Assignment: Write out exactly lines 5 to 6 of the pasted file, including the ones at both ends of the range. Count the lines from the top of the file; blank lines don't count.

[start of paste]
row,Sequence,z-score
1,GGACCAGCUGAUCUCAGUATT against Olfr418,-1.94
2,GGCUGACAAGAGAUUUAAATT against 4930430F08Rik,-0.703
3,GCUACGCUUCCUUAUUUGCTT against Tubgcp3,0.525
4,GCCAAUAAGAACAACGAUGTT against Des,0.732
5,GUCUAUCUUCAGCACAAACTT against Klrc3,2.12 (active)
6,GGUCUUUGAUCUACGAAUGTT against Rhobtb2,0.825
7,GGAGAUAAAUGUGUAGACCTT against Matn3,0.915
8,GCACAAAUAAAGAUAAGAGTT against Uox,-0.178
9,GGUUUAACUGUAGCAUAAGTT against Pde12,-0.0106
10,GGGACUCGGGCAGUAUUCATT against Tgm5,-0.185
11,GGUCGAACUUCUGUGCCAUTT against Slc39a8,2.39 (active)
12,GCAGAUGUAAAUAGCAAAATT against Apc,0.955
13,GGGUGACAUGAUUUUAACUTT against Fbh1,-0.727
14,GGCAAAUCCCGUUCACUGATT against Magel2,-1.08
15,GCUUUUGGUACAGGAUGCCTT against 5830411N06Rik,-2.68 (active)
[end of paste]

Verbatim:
4,GCCAAUAAGAACAACGAUGTT against Des,0.732
5,GUCUAUCUUCAGCACAAACTT against Klrc3,2.12 (active)